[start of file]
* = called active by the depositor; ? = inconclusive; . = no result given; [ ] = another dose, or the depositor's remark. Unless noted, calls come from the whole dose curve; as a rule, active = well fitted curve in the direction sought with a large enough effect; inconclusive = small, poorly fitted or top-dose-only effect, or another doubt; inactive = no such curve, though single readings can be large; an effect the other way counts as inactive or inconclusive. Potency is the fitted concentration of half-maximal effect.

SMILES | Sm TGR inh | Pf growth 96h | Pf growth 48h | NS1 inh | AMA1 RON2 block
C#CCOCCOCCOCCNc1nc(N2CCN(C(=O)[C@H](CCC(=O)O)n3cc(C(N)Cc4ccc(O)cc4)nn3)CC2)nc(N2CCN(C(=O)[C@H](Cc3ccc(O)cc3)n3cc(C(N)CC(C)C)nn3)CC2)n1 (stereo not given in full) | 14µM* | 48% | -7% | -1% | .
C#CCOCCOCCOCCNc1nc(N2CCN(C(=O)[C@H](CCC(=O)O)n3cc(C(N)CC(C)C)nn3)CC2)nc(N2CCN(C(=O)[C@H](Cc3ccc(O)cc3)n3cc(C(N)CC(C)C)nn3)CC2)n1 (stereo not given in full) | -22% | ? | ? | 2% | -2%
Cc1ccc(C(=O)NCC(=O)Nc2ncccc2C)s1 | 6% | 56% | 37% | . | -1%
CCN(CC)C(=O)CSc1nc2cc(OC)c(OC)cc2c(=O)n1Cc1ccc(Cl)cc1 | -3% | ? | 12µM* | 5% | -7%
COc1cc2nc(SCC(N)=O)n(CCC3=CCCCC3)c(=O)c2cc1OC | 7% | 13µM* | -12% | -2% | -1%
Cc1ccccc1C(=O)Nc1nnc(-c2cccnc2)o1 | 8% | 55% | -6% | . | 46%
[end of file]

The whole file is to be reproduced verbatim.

* = called active by the depositor; ? = inconclusive; . = no result given; [ ] = another dose, or the depositor's remark. Unless noted, calls come from the whole dose curve; as a rule, active = well fitted curve in the direction sought with a large enough effect; inconclusive = small, poorly fitted or top-dose-only effect, or another doubt; inactive = no such curve, though single readings can be large; an effect the other way counts as inactive or inconclusive. Potency is the fitted concentration of half-maximal effect.

SMILES | Sm TGR inh | Pf growth 96h | Pf growth 48h | NS1 inh | AMA1 RON2 block
C#CCOCCOCCOCCNc1nc(N2CCN(C(=O)[C@H](CCC(=O)O)n3cc(C(N)Cc4ccc(O)cc4)nn3)CC2)nc(N2CCN(C(=O)[C@H](Cc3ccc(O)cc3)n3cc(C(N)CC(C)C)nn3)CC2)n1 (stereo not given in full) | 14µM* | 48% | -7% | -1% | .
C#CCOCCOCCOCCNc1nc(N2CCN(C(=O)[C@H](CCC(=O)O)n3cc(C(N)CC(C)C)nn3)CC2)nc(N2CCN(C(=O)[C@H](Cc3ccc(O)cc3)n3cc(C(N)CC(C)C)nn3)CC2)n1 (stereo not given in full) | -22% | ? | ? | 2% | -2%
Cc1ccc(C(=O)NCC(=O)Nc2ncccc2C)s1 | 6% | 56% | 37% | . | -1%
CCN(CC)C(=O)CSc1nc2cc(OC)c(OC)cc2c(=O)n1Cc1ccc(Cl)cc1 | -3% | ? | 12µM* | 5% | -7%
COc1cc2nc(SCC(N)=O)n(CCC3=CCCCC3)c(=O)c2cc1OC | 7% | 13µM* | -12% | -2% | -1%
Cc1ccccc1C(=O)Nc1nnc(-c2cccnc2)o1 | 8% | 55% | -6% | . | 46%